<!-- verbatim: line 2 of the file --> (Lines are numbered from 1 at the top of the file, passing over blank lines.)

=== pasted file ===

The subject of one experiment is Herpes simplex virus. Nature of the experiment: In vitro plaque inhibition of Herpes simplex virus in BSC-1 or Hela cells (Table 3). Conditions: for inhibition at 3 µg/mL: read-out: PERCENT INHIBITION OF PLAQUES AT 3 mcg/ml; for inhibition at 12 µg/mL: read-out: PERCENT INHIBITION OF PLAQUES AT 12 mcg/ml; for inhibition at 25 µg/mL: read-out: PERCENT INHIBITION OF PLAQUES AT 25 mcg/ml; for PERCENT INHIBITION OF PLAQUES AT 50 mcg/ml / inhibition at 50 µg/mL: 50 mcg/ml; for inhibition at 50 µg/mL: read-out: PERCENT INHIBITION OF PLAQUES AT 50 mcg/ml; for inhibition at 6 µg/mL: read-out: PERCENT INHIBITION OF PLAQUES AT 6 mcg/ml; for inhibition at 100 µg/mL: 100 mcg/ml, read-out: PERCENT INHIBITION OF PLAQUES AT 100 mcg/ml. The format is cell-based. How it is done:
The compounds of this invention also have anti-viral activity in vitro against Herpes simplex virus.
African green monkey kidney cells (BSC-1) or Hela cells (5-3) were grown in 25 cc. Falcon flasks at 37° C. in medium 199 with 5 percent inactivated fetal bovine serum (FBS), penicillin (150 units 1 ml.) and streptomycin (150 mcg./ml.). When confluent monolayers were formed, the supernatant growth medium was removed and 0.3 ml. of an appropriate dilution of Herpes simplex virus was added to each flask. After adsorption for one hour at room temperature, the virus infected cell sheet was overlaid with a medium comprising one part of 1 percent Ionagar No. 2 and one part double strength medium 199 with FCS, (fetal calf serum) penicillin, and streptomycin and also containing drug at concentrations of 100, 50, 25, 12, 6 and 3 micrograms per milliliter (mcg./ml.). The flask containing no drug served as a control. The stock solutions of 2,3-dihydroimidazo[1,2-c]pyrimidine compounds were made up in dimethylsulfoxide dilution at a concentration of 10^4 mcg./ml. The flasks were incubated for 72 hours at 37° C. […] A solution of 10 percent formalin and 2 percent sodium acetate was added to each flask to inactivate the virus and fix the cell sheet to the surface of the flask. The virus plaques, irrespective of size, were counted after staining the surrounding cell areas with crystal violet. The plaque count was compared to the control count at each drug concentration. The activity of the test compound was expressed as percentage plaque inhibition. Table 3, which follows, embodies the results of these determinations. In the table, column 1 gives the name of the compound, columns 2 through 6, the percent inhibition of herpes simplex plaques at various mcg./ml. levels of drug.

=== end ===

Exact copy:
The compounds of this invention also have anti-viral activity in vitro against Herpes simplex virus.